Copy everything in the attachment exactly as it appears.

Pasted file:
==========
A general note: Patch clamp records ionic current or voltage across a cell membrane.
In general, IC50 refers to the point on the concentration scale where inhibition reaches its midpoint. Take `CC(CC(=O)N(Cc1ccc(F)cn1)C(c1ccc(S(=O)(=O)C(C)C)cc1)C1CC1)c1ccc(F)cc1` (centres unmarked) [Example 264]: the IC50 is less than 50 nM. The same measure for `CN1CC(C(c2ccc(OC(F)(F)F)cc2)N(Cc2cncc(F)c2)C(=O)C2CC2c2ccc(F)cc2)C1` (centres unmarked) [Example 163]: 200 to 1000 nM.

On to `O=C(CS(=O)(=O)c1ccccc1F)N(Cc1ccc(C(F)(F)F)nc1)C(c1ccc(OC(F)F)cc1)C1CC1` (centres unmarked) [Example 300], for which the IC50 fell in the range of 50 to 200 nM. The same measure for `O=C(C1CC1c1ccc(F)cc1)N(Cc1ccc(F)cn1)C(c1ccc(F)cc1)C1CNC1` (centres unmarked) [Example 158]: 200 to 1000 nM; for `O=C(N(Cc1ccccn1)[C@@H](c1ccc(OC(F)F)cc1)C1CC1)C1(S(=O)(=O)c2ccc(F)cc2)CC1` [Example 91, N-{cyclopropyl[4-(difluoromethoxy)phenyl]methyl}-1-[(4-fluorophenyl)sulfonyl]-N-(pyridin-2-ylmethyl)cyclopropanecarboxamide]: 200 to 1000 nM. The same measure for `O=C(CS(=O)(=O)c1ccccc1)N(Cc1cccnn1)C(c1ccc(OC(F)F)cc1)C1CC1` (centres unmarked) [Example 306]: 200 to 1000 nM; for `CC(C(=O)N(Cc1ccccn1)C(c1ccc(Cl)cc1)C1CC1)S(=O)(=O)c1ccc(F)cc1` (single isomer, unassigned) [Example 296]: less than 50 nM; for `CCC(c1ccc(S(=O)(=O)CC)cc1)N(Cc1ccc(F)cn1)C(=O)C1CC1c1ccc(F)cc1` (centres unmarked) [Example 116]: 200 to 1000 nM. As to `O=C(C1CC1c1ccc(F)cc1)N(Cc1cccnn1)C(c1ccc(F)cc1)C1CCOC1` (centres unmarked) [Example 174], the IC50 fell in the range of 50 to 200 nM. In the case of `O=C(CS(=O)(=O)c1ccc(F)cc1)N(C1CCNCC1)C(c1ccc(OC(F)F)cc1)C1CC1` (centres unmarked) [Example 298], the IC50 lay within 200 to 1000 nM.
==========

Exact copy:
A general note: Patch clamp records ionic current or voltage across a cell membrane.
In general, IC50 refers to the point on the concentration scale where inhibition reaches its midpoint. Take `CC(CC(=O)N(Cc1ccc(F)cn1)C(c1ccc(S(=O)(=O)C(C)C)cc1)C1CC1)c1ccc(F)cc1` (centres unmarked) [Example 264]: the IC50 is less than 50 nM. The same measure for `CN1CC(C(c2ccc(OC(F)(F)F)cc2)N(Cc2cncc(F)c2)C(=O)C2CC2c2ccc(F)cc2)C1` (centres unmarked) [Example 163]: 200 to 1000 nM.

On to `O=C(CS(=O)(=O)c1ccccc1F)N(Cc1ccc(C(F)(F)F)nc1)C(c1ccc(OC(F)F)cc1)C1CC1` (centres unmarked) [Example 300], for which the IC50 fell in the range of 50 to 200 nM. The same measure for `O=C(C1CC1c1ccc(F)cc1)N(Cc1ccc(F)cn1)C(c1ccc(F)cc1)C1CNC1` (centres unmarked) [Example 158]: 200 to 1000 nM; for `O=C(N(Cc1ccccn1)[C@@H](c1ccc(OC(F)F)cc1)C1CC1)C1(S(=O)(=O)c2ccc(F)cc2)CC1` [Example 91, N-{cyclopropyl[4-(difluoromethoxy)phenyl]methyl}-1-[(4-fluorophenyl)sulfonyl]-N-(pyridin-2-ylmethyl)cyclopropanecarboxamide]: 200 to 1000 nM. The same measure for `O=C(CS(=O)(=O)c1ccccc1)N(Cc1cccnn1)C(c1ccc(OC(F)F)cc1)C1CC1` (centres unmarked) [Example 306]: 200 to 1000 nM; for `CC(C(=O)N(Cc1ccccn1)C(c1ccc(Cl)cc1)C1CC1)S(=O)(=O)c1ccc(F)cc1` (single isomer, unassigned) [Example 296]: less than 50 nM; for `CCC(c1ccc(S(=O)(=O)CC)cc1)N(Cc1ccc(F)cn1)C(=O)C1CC1c1ccc(F)cc1` (centres unmarked) [Example 116]: 200 to 1000 nM. As to `O=C(C1CC1c1ccc(F)cc1)N(Cc1cccnn1)C(c1ccc(F)cc1)C1CCOC1` (centres unmarked) [Example 174], the IC50 fell in the range of 50 to 200 nM. In the case of `O=C(CS(=O)(=O)c1ccc(F)cc1)N(C1CCNCC1)C(c1ccc(OC(F)F)cc1)C1CC1` (centres unmarked) [Example 298], the IC50 lay within 200 to 1000 nM.